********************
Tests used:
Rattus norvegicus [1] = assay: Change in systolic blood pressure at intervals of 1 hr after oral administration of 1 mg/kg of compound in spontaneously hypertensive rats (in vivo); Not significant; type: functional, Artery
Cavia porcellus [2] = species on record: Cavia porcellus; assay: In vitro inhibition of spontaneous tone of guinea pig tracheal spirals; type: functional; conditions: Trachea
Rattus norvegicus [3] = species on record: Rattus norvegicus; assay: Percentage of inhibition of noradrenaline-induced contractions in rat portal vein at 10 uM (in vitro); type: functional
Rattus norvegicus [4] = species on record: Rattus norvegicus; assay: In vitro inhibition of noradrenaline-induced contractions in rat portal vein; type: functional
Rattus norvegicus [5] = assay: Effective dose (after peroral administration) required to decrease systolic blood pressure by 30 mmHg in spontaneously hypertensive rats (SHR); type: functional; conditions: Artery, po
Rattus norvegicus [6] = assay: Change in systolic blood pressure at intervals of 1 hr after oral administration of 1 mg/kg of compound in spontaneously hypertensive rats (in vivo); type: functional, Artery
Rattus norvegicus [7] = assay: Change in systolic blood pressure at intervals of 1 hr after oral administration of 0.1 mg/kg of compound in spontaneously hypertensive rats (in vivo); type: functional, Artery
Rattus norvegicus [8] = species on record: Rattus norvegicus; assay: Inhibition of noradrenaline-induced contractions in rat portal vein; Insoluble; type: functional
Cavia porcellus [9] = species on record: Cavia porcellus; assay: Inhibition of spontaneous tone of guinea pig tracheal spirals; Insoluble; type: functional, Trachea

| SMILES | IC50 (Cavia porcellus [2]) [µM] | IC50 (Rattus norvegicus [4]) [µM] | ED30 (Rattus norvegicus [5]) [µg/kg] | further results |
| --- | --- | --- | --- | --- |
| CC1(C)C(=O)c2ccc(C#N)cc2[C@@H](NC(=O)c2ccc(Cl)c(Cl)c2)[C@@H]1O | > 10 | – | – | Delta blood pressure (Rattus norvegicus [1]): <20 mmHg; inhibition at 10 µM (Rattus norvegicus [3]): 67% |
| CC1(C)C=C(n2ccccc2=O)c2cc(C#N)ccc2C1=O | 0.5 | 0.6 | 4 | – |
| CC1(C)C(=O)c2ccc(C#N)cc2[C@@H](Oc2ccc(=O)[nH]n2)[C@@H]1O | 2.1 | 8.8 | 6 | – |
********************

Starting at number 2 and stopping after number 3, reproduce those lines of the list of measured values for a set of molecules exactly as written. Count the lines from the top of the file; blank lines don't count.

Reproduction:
Rattus norvegicus [1] = assay: Change in systolic blood pressure at intervals of 1 hr after oral administration of 1 mg/kg of compound in spontaneously hypertensive rats (in vivo); Not significant; type: functional, Artery
Cavia porcellus [2] = species on record: Cavia porcellus; assay: In vitro inhibition of spontaneous tone of guinea pig tracheal spirals; type: functional; conditions: Trachea